I used to hide in books.  I haven't read one all the way through for almost two years.  I used to buy books at Barnes and Noble or through Amazon.  I'd flip through the pages, and breathe deeply so I could memorize the smell of freshly inked pages.  I felt the weight and read the publication details, the back cover and any details that had nothing to do with the story.  I would read the dedication a couple of times.  When I was younger, I would read the last page, then start on the story.  I remember how frustrated my ex got when there was a new book on the shelf.  My first surrogacy couple gave me a Kindle for Christmas when I was carrying their child.  It took time to get used to, but I began to love the idea of a library in my purse, and my ex never knowing where I was in a book or if I was starting a new one because he hated that.

I was talking to friends on Thursday about Harry Potter.  One friend was saying she's reading it for the first time.  I read that series at least nine times.  At that admission, the looks I got told me how not normal that was, and yet it was my normal.

I'm not escaping anymore.  Well, not entirely.  There are beach trips to watch a sunset.  I'm due for a museum trip this week or next.  I haven't been catcalling runners with windows closed and that makes me smile, because there's someone special enough to make that something I don't even think about unless it's realizing I'm not doing it anymore. I'm not getting lost in novels or movies.  I'm not reading self help books so someone else can tell me how I should live.  I'm living. It's an epic adventure where I get to make relational connections and allow them to shift my perspective so I can grow.

I was talking to the mastermind behind That Kind of Light yesterday among other friends.  One of our friends commented on the authority behind my words.  I say what is on my heart without a show or attitude.  I talk like it's truth because it is.  I told them an often repeated example.  I don't need to tell you I'm a woman.  It's who I am.  It's the same with my truth.  I say it as it is, and it lands or it doesn't.  Often if I give a man my truth, he doesn't accept my authority in who I am, or if I tell him about the amazing I see in him, he'll reject it if he can't see it.  My friend Mary asked if I was open to feedback.  I said yes.  I'm always open to that growth.  She said that my response feels defensive and it's a wall that I've created.  It's true.  She called me out and it is a wall, and I admit it.

For so long I didn't feel the freedom to say what is on my mind.  I had shame because I knew what I was feeling wasn't the desired feeling or emotion that I was expected to reflect and I didn't know how to care for myself in a way to be in a healthy place where my needs weren't all secondary.  As much as I withheld, it was a reaction to not having a safe place for my truth to land. I've come to a place where I shoot it out anyway.  I don't shield who I am because I often choose isolation over going back to who I was.  I haven't been able to read or get into binge watching television or movies because of the brokenness in which that was born for me.  I'm no longer hiding in what will cover me, but there is a defiant push I use when I give my truth.  It's almost a push to protect myself.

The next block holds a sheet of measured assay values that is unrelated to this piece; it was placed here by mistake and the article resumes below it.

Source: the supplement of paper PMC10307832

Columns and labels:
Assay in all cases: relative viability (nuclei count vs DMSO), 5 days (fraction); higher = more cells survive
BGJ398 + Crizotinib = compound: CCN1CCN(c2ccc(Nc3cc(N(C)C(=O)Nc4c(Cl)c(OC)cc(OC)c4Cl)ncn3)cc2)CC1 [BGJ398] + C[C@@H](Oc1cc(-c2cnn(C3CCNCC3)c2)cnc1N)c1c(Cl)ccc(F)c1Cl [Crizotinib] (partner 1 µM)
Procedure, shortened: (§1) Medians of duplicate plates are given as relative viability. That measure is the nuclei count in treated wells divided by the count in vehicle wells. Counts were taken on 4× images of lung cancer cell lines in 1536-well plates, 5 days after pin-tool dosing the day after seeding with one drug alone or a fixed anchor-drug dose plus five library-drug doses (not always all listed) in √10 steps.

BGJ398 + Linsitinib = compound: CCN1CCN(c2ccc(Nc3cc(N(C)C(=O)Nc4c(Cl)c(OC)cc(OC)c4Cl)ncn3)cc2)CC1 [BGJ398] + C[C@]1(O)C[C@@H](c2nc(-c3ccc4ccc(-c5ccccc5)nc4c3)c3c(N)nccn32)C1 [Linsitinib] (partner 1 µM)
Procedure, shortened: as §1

This week has been one where I have been intentional with reminding myself that everything happens in the time, place and order it is supposed to.  Whatever is meant to be yours will always come to you.  We meet who is supposed to come into our lives at the precise moment when we are meant to.  They impart wisdom and direction without knowing the way they are meant to shift your perspective.  I wouldn't have been able to accept Mary's feedback a few months ago.  Not in the way it has already rippled through me.



I had a moment of doubt yesterday.  I was hiking with a friend.  She's the first person I've ever shared my writing with. We started at the trailhead near the Greek Theater and started our ascent toward the Observatory. It was sometime at this point where she told me we were going all the way to the top of Mount Hollywood.  I didn't question if we could.  I decided I would take her leadership and we were doing it. We took the long way up, but the short way down.

On the way down, there were a couple of falls.  Of course I was freaking out that I would fall.  Both times I was laughing through it, but it reminded me of the transition I was feeling a few weeks back. I started shifting this week into a place of vulnerability.  That fall reminded me that when your footing isn't stable, falling can happen and it can be painful.  The problem with allowing someone else to brighten your smile is the risk that they would take that away, and I'm in a place where I get to step certainly in uncertainty and that takes vulnerability.  I'm not used to that, but I'm stepping into it.  As scary as that is, as real as it is, the rewards have already been huge.


Not long ago I was blogging about sharing my feelings as vulnerability being born through relationship and my day yesterday was a testament to that.  I spent my morning hiking with a friend.  My afternoon was at the Artists and Fleas meetup in Venice where I got life affirming hugs by friends that showed up at the same time I did (completely unplanned) followed by a solitary sunset.  I went to little Tokyo and the Arts District for a friend's birthday and late last night opened up in scary ways to a really special man, but I was met in love.  (Did you notice it's not about a boy, but a man?  I did.  It's growth!)

I'm not hiding in distractions anymore and that wall that I have been building is being slowly taken apart, one relationship at a time.  There are terrifying moments.  There are moments when I feel like this is what home means.  There are moments when I'm being a chicken weenie in avoidance.  There are moments when the feedback is a little too real.  All of these moments are mine and I'm not taking a backseat to my existence in someone else's imagination.  That feels badass.